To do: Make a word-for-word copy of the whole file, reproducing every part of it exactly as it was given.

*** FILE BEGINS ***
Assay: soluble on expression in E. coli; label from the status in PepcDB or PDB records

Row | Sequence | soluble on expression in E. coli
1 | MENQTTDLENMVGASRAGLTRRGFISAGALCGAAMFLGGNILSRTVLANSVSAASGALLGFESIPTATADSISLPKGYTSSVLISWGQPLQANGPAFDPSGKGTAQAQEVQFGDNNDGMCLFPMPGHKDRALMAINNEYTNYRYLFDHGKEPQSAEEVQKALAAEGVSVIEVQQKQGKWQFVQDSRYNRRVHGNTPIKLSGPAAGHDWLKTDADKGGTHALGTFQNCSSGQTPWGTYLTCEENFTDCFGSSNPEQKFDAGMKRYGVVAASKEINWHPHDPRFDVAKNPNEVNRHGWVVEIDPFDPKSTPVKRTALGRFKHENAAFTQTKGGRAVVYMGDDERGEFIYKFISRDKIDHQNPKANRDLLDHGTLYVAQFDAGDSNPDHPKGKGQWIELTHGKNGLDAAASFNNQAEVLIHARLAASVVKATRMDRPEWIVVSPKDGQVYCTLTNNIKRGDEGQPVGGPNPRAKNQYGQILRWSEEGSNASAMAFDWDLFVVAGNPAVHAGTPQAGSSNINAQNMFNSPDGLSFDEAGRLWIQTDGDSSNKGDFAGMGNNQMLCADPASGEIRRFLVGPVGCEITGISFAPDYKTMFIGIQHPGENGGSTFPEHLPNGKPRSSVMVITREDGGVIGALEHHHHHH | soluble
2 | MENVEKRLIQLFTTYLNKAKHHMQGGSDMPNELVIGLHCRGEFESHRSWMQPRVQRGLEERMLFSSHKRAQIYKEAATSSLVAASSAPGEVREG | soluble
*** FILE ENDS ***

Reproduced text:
Assay: soluble on expression in E. coli; label from the status in PepcDB or PDB records

Row | Sequence | soluble on expression in E. coli
1 | MENQTTDLENMVGASRAGLTRRGFISAGALCGAAMFLGGNILSRTVLANSVSAASGALLGFESIPTATADSISLPKGYTSSVLISWGQPLQANGPAFDPSGKGTAQAQEVQFGDNNDGMCLFPMPGHKDRALMAINNEYTNYRYLFDHGKEPQSAEEVQKALAAEGVSVIEVQQKQGKWQFVQDSRYNRRVHGNTPIKLSGPAAGHDWLKTDADKGGTHALGTFQNCSSGQTPWGTYLTCEENFTDCFGSSNPEQKFDAGMKRYGVVAASKEINWHPHDPRFDVAKNPNEVNRHGWVVEIDPFDPKSTPVKRTALGRFKHENAAFTQTKGGRAVVYMGDDERGEFIYKFISRDKIDHQNPKANRDLLDHGTLYVAQFDAGDSNPDHPKGKGQWIELTHGKNGLDAAASFNNQAEVLIHARLAASVVKATRMDRPEWIVVSPKDGQVYCTLTNNIKRGDEGQPVGGPNPRAKNQYGQILRWSEEGSNASAMAFDWDLFVVAGNPAVHAGTPQAGSSNINAQNMFNSPDGLSFDEAGRLWIQTDGDSSNKGDFAGMGNNQMLCADPASGEIRRFLVGPVGCEITGISFAPDYKTMFIGIQHPGENGGSTFPEHLPNGKPRSSVMVITREDGGVIGALEHHHHHH | soluble
2 | MENVEKRLIQLFTTYLNKAKHHMQGGSDMPNELVIGLHCRGEFESHRSWMQPRVQRGLEERMLFSSHKRAQIYKEAATSSLVAASSAPGEVREG | soluble